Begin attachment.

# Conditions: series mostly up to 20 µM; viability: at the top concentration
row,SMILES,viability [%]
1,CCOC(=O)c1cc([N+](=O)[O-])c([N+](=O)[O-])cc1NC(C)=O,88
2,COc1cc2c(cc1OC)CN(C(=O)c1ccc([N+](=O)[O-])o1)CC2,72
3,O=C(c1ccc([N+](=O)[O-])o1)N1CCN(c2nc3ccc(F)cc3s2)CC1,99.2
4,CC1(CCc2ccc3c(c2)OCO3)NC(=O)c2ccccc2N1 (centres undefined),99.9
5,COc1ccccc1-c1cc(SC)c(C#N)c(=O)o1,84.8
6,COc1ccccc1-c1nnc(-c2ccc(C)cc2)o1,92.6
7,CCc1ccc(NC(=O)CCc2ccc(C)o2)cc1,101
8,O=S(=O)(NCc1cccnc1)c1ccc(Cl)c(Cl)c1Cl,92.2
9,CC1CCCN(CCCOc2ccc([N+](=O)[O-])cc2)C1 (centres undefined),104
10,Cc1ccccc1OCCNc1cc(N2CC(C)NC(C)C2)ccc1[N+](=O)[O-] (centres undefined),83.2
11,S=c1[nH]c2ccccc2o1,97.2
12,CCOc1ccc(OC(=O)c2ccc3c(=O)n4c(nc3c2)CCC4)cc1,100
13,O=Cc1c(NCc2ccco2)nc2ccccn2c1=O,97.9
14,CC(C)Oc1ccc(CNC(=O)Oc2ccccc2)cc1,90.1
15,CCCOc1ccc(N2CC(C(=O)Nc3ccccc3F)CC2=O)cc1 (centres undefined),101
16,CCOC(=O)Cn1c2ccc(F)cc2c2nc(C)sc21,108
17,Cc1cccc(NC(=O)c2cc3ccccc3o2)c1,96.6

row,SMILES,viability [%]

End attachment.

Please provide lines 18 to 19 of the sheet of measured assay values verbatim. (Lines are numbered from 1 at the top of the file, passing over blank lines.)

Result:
16,CCOC(=O)Cn1c2ccc(F)cc2c2nc(C)sc21,108
17,Cc1cccc(NC(=O)c2cc3ccccc3o2)c1,96.6